This is my entry in the What a Character Blogathon hosted by Once Upon a Screen, Outspoken and Freckled, and Paula's Cinema Club. Click here for more about our favorite folks who don't need star billing to shine.
|George Tobias as himself|
For me, the best character actors are the ones who press that automatic happiness button that's wired in our movie-loving brains. As soon as they appear, you recognize them and the world - movie-wise, that is - is a better place. Like a cuddle under a warm blanket or the platonic hug from an old and dear friend, certain actors who operate below the star billing can provide us with a sense of reassurance. Once they appear, we know everything is going to be fine. And even if it isn't, well, we thought it might.
My introduction to the stars of classic films came through television. Older stars who worked in TV were identified by my mother (See Alice Faye on "The Hollywood Palace"? She used to be a great big star). When it came to movies, I was a Warner Brothers gal from the get-go, chiefly because those were the only films my local TV station seemed to show. Plus, they really did have the best roster of supporting players, didn't they? So, it was only natural for me to recognize that guy playing an immigrant from some foreign land as good old Abner Kravitz from "Bewitched."
Warner Brothers cornered the market on New York types (my favorite type, by the way), and George was no exception. Having spent most the the 1920s and early 1930s on the stage, he committed to Hollywood in 1939 and somehow became everybody's favorite immigrant. Some of the roles played by this nice Jewish boy were an uncredited Soviet in "Ninotchka," Sascha in "Music in My Heart," Pasha in "Affectionately Yours," Igor Propotkin in "Out of the Fog," Nick Popoli in "My Wild Irish Rose," and Vassili Markovitch in "Silk Stockings." Two of my favorite George Tobias immigrants are Rosario La Mata in 1940's "Torrid Zone" and Nicholas Pappalas in 1941's "Strawberry Blonde." In both films he supported James Cagney, and they seemed to go together like peanut butter and jelly.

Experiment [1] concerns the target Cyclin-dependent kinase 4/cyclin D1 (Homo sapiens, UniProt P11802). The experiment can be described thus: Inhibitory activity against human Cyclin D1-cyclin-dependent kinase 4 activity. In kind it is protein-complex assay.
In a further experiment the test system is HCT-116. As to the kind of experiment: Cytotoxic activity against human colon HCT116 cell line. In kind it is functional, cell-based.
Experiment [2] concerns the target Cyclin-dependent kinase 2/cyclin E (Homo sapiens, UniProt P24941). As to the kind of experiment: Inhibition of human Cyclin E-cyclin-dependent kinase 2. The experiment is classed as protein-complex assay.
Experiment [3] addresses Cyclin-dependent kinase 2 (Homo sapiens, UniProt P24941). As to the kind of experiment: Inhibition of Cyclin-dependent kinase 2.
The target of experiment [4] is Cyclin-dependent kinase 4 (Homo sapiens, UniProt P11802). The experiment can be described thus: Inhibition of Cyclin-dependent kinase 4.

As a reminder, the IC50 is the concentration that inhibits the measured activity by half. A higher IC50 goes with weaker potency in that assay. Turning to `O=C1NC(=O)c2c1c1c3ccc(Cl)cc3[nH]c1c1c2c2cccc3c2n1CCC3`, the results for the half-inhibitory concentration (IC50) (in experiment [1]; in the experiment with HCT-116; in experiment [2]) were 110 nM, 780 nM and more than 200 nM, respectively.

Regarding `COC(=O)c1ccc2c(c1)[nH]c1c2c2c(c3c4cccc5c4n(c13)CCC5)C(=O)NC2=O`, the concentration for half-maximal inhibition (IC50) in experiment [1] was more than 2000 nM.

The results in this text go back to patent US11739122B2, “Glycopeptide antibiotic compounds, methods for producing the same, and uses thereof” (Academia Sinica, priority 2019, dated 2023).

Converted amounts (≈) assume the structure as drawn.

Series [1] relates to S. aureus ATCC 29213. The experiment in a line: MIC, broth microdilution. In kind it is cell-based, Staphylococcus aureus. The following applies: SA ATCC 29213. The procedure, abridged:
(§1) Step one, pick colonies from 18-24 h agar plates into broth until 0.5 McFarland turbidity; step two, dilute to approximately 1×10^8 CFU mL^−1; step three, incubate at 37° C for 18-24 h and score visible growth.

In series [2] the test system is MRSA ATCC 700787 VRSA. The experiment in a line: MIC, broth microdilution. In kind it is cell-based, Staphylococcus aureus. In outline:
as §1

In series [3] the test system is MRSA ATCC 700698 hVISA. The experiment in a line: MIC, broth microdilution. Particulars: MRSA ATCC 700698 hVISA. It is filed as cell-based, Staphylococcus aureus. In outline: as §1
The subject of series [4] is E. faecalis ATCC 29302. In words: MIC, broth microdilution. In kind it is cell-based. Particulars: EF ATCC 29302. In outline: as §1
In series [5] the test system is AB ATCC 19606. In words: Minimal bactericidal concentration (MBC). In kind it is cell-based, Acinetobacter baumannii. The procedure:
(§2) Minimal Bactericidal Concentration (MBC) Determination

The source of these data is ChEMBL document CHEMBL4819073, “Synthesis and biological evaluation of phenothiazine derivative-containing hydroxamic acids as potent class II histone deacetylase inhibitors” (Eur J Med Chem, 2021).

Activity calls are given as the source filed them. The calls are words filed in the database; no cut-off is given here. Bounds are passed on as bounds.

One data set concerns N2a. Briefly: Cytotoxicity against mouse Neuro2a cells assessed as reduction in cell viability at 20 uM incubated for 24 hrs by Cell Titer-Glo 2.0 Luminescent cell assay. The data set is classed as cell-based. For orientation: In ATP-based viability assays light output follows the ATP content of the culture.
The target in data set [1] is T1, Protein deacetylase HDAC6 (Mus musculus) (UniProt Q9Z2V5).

|A revolutionary George Tobias|
Somehow, somebody thought George would make a good Central American revolutionary in "Torrid Zone." Despite the questionable believability factor here, George plays his role with such ingratiating good humor and gusto that you just have to root for him to escape justice and live to fight another day.
|Nick and Biff reminisce about the good old days in "Strawberry Blonde"|
The other part I adore him in is as Nick the Greek barber in "Strawberry Blonde." As the usual best friend he gets some very funny lines, my favorite being "boy how those foreigners murder the English language" in his heavy Greek accent while observing a German band singer. Noting that the beautiful strawberry blonde of the title (Rita Hayworth) would not have turned into a nagging shrew if he had married her, he states that "a woman who has 17 children got no time to nag."
In 1943, George got to show another side of himself in "Thank Your Lucky Stars," a Warner Brothers showcase of performers who donated their salaries to the Hollywood Canteen. Supported by Olivia de Havilland and Ida Lupino as jitterbuggers, George donned a zoot suit and, as always, gave it his all. For once he got support from "A" list leading ladies.
When not playing a fellow from some foreign land, George also turned up everywhere and anywhere as the good friend of the hero. Never a double-crosser, he was reliable and sympathetic, and when he sometimes met his demise as the script demanded, you can't help but miss him (thinking "Captains of the Clouds" here).
|Abner and Gladys Kravitz|
And then there was Mr. Kravitz. George did lots of television and when he landed on "Bewitched," well, what can I say? He was the fellow I was always happy to see - just like in the movies.